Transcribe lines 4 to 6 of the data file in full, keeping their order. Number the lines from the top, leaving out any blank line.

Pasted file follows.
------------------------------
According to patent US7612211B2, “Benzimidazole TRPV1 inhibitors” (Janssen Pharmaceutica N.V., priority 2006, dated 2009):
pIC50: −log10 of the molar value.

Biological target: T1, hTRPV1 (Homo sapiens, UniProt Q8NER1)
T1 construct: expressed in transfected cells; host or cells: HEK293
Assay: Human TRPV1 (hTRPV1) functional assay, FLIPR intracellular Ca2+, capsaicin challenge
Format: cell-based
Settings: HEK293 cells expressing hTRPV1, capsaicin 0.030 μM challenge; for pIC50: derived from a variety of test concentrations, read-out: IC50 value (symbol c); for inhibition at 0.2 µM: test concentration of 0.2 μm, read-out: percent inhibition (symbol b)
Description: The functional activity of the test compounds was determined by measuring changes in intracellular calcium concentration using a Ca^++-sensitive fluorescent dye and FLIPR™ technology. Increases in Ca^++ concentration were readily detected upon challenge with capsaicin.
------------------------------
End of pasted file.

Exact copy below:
T1 construct: expressed in transfected cells; host or cells: HEK293
Assay: Human TRPV1 (hTRPV1) functional assay, FLIPR intracellular Ca2+, capsaicin challenge
Format: cell-based